The government of Oceania was more direct in its use of technology. Bugs, video monitors, and machinery designed to inflict torture populate George Orwell’s conjured-up society and help to ensure that its people are true and consistent in their nationalism. Once again, all are means through which the thoughts of the people are controlled.

Our responsibility

All three of these books encourage us, as readers and as citizens of the world today, to take a step back and consider those seemingly innocuous events occurring around us. Most of us have heard the phrase, “We live in a world of smart phones and dumb people.” We hear it, we nod our heads in acknowledgement that there is a modicum of truth to the statement, and we might even chuckle a little. Too often, however, we fail to recognize the warning inherent to the phrase.

We find ourselves in a world where the advances in technology make it less and less necessary for us to think and analyze. Information is at our fingertips -- we can find the answers to anything! Fortunately for us, the internet is a medium that continues to be available to anyone with a computer or a phone. Anyone can post anything, and anyone can refute or assert the validity of those posts. The internet has become a platform for globalized round-table discussion.

In a society like North Korea, however, all media, including the web, exists under the watchful eye of Kim Jong Un’s administration. Most citizens don’t have any internet access to speak of, and for those that do, the only service provider is the government itself. The press is tightly controlled by the government, and broadcast media promotes the ideologies of the rulers while denouncing countries such as South Korea, Japan, and the United States. In such a society, this technology becomes dangerous, especially when people become wholly dependent upon it for news and information. It transforms from a liberating gateway to infinite information into the very leash to which our collective collars are attached.

Contentment with the status quo prevents the people from recognizing the inequalities and inconsistencies that inevitably take place in government. Government is, after all, run by people, and people are flawed. That’s not to say that we are, by nature, a terrible species. There is plenty of good in this world, as demonstrated in the aftermath of tragedies like 9/11, the Boston bombings, and all manner of natural disasters, as well as on a daily basis in the form of soup kitchens, blood drives, and other such nonprofit efforts. However, we can also be petty, greedy, and vindictive. It is those who are ruled by such characteristics that need to be checked in government, and it is the duty of a nation’s citizenry to help provide that check.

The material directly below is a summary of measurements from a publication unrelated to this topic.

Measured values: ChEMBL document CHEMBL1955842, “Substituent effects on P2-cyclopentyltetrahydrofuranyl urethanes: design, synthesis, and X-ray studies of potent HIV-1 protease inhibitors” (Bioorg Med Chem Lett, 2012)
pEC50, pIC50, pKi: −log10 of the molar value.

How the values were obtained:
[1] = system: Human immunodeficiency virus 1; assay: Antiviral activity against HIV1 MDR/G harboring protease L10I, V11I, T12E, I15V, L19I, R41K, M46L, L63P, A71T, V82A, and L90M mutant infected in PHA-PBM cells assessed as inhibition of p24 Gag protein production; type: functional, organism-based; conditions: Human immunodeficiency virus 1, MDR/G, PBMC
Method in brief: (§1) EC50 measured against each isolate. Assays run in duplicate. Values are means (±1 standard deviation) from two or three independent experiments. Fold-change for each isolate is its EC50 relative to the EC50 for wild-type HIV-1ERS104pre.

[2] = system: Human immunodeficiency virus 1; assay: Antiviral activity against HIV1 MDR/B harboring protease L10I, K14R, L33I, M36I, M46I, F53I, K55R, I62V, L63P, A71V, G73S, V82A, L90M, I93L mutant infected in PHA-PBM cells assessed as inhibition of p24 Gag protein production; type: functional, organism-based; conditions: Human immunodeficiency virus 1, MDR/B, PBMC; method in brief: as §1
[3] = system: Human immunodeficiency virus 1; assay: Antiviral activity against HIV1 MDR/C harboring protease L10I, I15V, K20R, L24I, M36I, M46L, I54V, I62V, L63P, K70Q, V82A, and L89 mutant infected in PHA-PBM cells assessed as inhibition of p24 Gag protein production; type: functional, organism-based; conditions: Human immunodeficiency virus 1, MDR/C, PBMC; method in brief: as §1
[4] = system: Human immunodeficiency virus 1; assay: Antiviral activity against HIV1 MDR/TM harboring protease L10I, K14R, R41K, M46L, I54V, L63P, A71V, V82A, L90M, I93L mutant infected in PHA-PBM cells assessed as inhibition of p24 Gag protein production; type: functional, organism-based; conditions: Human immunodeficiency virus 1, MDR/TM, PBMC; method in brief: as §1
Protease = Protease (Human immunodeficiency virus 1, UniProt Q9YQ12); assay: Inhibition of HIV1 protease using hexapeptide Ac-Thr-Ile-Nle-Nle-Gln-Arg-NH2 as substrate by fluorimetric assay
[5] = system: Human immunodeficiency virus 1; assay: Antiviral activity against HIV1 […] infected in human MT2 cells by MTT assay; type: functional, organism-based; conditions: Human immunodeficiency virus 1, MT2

The goal of a totalitarian government is to cultivate contentment and loyalty. Whether it is through the media or through drugs or through book burning, by creating an atmosphere that convinces people that all is well and the State is always right, the power-hungry and bad-intentioned tighten their control over the minds and hearts of the people. It is under such circumstances that famines and genocides take root and eventually grow to wipe out hordes of people.

Now, I’m not advocating that we all reject the internet and throw out our Prozac. By all means, embrace this technology! We live in a stressful society, but I would caution us all not to allow this stress to reduce us to seeking the easy route. Speak up on message boards, follow the news and politics, do research on the latest health trends before diving into them. Stay angry and aware. What we, as citizens, need to be mindful of is the possibility that restrictions may one day be place on our access to this wealth of information. Acknowledge the good in the world, but maintain an awareness of the bad. Keep talking, keep learning, keep questioning, keep voting. This is how we protect ourselves and our freedoms.

What is your favorite work of dystopian literature?